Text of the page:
As an art material [dust] might be best described as im/material and form/less and as ‘enduringly temporary’ matter. This term encapsulates both its fragile impermanence and its never-ending presence. The dust artwork in the gallery may seem to be a temporary arrangement of dust. But it also is connected to the broader cycle of dust’s perpetuity in the world. Before the work could be made, dust was collected from sites around the city. These dusts are then mixed with dusts from previous iterations of the work. In this way the work is indebted to the continuous production of dust by man and nature. At the end of the exhibition the work will be swept up and thrown away.
Hannah Bertram has been creating dust drawing installations throughout the world since 2007. Over the course of the project, she has used dust, dirt and grime collected from streets, sheds, vacuum cleaners, studios, prison cells and museum basements. Her most recent installation at the Palais De Tokyo in Paris used dust collected from the Parisian catacombs. For this work, Hannah spent time researching the local history here in Newcastle and collecting local dust samples. Each work is temporary. Each will decay and deteriorate over time. This idea of ‘the temporary’ is linked to the Japanese philosophy and aesthetic Wabi Sabi – that is, the acceptance of growth, decay and death as an integral part of living. Some projects are intentionally removed, but most are left to disintegrate naturally.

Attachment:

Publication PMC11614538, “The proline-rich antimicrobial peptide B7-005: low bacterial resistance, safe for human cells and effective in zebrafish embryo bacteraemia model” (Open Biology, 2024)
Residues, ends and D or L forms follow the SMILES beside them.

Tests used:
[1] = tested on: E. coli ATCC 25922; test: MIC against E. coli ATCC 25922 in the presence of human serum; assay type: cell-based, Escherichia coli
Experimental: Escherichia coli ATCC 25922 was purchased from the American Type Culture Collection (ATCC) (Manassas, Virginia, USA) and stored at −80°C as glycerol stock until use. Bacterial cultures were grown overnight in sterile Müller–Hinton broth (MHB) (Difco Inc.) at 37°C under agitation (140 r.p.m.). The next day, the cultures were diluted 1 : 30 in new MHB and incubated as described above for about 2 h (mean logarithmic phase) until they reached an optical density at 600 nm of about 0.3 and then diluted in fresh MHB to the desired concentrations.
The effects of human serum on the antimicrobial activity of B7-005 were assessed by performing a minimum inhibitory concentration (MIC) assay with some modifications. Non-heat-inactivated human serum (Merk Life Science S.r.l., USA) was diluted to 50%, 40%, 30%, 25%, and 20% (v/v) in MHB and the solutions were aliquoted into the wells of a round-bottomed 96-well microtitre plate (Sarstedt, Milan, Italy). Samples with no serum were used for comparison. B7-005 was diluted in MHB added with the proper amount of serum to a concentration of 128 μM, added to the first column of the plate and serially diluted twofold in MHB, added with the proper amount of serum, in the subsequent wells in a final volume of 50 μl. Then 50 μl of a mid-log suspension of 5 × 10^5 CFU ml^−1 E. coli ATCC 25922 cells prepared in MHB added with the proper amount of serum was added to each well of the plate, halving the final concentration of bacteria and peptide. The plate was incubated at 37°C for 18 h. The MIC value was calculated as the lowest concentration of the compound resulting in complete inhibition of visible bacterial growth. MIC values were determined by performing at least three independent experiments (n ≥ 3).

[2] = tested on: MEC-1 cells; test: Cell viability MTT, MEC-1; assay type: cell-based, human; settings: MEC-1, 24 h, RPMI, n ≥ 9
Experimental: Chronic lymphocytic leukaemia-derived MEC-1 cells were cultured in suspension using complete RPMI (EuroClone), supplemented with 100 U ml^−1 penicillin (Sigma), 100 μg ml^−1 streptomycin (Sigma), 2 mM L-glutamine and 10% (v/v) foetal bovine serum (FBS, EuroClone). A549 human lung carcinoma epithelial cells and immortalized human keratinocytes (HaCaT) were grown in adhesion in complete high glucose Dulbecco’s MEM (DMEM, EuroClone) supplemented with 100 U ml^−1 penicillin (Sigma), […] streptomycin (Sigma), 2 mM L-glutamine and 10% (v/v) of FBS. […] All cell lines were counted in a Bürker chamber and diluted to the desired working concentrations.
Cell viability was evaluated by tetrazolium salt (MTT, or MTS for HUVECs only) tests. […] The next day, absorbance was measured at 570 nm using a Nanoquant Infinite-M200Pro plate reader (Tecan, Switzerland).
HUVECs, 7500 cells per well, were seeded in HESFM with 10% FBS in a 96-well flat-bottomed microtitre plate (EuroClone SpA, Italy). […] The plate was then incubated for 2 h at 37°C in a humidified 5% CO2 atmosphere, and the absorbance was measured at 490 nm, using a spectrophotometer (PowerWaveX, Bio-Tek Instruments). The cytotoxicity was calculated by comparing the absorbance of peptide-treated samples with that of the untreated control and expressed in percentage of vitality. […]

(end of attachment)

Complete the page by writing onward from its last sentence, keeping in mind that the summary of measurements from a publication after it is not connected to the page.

The laying down of the dust is a laborious process. Stencils are cut from paper. The dust is then carefully ‘flocked’ using sieves. Adhesives are not used, and the odd accidental footstep or finger print might be found.
Hannah is a lecturer at Deakin University and currently completing a MFA (by research) . She has exhibited and completed residencies in across Australia, USA, Norway and Hong Kong. Hannah was a finalist in the 2015 Prudential Eye Awards Singapore. Her most recent acclaimed work 'Phoenix in Ruins' was installed over 5 weeks on the walls of the Palais de Tokyo in Paris. Click here for images and text.
View Hannah's website